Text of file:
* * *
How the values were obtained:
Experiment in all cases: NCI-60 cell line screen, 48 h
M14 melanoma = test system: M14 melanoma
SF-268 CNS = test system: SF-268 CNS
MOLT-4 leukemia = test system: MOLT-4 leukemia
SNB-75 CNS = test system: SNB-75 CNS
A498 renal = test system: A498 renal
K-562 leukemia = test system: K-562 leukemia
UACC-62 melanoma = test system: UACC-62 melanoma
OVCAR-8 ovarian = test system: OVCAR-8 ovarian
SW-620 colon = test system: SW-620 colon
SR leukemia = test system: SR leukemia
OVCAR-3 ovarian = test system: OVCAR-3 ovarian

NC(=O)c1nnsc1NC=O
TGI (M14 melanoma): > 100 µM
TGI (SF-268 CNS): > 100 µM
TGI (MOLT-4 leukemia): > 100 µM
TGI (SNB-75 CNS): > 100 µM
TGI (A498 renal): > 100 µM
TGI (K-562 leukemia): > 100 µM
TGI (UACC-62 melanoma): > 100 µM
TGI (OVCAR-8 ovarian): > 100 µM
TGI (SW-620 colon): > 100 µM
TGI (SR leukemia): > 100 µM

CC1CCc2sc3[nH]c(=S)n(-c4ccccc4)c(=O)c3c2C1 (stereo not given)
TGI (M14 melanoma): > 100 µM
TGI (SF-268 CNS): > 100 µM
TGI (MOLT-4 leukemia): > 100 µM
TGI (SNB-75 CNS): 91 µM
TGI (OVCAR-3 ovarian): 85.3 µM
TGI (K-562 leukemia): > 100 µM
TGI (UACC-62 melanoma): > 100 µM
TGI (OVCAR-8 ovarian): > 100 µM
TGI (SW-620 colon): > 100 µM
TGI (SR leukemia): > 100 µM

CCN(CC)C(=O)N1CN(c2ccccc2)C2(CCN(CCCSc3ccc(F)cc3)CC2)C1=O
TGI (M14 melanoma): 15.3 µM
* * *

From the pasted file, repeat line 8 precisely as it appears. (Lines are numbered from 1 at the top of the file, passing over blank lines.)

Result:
K-562 leukemia = test system: K-562 leukemia